I have a large Illawarra Flame tree in bloom at the moment. On average it blooms only every second or third year. It is a tropical/sub tropical tree and not really meant for these southern climates. It seems to get confused when to drop leaves and flower. It is mostly out of cycle with the southern seasons. Around Christmas for 6 weeks or so, it breaks out in a mass of small nectar filled red flower cups that the local birds absolutely love – especially the Rainbow Lorikeets. It is also used as one of the roosting spots for the local family of Magpies. A pair of magpies can claim a territory for 20 years plus and use a few trees in the territory to make their calls. The tree is currently being used as a nursery for two magpie fledglings, juvenile rainbow lorikeets and two juvenile Red Wattlebirds.
The Magpies stay put until a parent either comes to feed them or take them down onto the creek side grass. I can tell when the parent has arrived as the young Magpie starts making a begging call. While I watched the fledgeling it moved around the tree biting the leaves, bark, branches, flowers and any other bird in reach. Magpies don’t eat in trees other than to feed nestlings or fledgelings so it seemed to be killing time by exploring the branches and watching out for the parents (and occasionally watching me work in the back courtyard)
Two young Red Wattlebirds stayed in the tree sampling the various flowers keeping well away from the juv Magpie who was starting to build up to a tantrum – tearing leaves and flinging them about.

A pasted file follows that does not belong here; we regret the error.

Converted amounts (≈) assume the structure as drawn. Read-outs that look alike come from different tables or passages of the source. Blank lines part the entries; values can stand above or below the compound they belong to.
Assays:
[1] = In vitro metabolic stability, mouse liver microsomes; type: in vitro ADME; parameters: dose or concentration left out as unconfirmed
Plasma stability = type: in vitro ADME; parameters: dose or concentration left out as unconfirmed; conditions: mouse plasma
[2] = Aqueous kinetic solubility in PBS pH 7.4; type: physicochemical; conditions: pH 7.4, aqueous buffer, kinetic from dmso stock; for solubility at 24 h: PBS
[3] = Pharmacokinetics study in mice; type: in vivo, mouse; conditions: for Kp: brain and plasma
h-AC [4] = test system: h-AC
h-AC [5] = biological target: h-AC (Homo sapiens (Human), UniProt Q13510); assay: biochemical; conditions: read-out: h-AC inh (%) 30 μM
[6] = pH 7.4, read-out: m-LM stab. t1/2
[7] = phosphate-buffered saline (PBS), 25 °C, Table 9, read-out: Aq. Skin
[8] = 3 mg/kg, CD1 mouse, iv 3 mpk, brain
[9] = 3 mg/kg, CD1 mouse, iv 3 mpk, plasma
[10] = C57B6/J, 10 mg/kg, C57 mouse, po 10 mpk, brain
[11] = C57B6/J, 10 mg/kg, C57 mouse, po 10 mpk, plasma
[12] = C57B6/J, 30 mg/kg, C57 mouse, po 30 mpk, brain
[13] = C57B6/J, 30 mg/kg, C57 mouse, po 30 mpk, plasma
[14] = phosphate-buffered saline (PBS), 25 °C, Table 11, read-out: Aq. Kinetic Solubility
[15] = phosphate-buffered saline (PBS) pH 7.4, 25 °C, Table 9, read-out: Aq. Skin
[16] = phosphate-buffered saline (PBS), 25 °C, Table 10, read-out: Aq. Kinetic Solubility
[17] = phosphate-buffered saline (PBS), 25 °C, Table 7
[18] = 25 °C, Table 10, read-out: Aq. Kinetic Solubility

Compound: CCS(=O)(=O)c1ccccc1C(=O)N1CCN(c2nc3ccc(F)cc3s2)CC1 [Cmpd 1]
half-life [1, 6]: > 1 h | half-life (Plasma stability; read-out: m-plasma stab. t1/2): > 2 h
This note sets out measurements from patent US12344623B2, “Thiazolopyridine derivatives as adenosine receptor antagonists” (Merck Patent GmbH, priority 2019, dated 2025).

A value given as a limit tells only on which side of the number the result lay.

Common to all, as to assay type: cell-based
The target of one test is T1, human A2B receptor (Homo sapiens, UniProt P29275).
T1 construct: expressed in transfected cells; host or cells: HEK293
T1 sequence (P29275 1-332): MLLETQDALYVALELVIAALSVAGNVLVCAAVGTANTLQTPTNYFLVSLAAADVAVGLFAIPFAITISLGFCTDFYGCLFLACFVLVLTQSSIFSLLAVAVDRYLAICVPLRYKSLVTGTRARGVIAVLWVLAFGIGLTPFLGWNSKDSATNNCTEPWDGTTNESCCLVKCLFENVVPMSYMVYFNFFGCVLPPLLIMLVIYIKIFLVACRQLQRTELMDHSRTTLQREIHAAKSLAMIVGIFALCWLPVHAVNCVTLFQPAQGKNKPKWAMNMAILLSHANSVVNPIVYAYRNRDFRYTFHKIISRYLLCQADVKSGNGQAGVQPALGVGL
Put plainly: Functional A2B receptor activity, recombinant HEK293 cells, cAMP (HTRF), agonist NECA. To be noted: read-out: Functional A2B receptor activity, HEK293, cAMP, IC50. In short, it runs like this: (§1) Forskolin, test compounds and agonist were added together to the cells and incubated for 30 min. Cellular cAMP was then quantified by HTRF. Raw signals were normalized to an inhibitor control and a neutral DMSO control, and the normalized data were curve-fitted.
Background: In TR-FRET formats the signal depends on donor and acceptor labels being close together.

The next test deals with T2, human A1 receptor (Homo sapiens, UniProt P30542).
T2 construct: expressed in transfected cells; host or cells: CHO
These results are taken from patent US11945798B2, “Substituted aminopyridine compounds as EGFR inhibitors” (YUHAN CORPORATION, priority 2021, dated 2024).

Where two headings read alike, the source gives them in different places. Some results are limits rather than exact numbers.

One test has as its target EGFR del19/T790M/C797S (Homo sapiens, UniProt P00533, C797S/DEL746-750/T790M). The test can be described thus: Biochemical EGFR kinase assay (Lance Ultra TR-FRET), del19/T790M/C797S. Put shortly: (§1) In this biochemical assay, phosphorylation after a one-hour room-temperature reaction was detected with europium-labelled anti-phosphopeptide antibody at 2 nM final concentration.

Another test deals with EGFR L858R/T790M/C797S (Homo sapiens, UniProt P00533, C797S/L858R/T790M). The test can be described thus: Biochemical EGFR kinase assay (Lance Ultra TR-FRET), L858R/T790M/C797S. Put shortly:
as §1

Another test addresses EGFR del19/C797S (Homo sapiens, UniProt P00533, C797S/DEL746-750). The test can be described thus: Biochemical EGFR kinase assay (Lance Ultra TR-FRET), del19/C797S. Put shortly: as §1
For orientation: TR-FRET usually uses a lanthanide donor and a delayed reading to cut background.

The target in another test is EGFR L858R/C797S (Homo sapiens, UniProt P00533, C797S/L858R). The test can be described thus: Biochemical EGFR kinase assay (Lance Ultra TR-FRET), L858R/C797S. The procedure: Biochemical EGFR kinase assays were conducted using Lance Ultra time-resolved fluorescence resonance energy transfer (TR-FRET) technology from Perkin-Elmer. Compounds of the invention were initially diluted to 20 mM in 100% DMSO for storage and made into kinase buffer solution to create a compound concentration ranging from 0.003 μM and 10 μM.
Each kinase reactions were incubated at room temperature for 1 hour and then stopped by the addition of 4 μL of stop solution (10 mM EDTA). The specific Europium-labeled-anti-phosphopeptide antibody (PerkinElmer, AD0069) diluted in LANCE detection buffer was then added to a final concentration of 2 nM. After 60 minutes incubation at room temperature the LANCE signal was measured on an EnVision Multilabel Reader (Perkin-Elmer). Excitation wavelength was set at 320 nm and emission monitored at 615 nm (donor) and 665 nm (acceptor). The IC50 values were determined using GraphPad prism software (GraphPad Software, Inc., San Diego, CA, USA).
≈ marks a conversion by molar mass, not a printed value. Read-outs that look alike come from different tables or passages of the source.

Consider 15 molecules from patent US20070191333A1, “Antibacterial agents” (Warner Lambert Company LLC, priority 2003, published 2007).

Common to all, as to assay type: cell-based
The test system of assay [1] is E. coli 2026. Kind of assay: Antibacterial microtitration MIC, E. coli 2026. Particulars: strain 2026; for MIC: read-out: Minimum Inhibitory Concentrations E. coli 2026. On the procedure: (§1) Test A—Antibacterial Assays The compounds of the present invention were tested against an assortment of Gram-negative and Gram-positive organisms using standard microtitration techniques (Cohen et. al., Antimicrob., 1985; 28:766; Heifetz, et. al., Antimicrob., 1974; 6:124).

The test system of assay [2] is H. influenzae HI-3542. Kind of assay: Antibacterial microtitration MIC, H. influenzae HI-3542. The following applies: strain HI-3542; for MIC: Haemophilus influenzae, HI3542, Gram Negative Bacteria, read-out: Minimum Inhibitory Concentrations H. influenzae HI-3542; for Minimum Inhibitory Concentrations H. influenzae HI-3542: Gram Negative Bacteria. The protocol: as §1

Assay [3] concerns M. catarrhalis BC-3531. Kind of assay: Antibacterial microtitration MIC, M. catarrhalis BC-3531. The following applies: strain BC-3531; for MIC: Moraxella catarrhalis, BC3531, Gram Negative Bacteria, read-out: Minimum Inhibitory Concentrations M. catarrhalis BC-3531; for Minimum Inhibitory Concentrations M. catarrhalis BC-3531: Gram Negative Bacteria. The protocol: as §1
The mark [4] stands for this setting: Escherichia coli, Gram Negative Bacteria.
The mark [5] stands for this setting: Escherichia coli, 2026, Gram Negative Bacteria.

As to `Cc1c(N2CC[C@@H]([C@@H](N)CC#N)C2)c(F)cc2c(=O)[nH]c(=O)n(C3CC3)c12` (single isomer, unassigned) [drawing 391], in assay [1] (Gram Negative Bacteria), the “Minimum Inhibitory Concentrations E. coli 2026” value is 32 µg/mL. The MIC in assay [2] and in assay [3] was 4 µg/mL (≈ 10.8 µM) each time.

The young Rainbow Lorikeets were perched on the same branch for a few hours and kept themselves occupied by grooming each other, bickering and chewing on the seed pod. They are well named with a multi-coloured chest and head – the juveniles are more mottled with the colours which settle into solid forms as an adult.
Later as I walked along the creek, I found a few more juveniles and families.
At Elsternwick Lake, next to the creek, I watched a family of Red Wattlebirds taking a mid afternoon plunge. I have only seen these birds bathing at my bird bath and assumed a more standard gentle form of bathing. At the lake I watched them plunge into the water and fly up to a roost to groom and clean and then plunge in again…they became very wet and spent some time cleaning.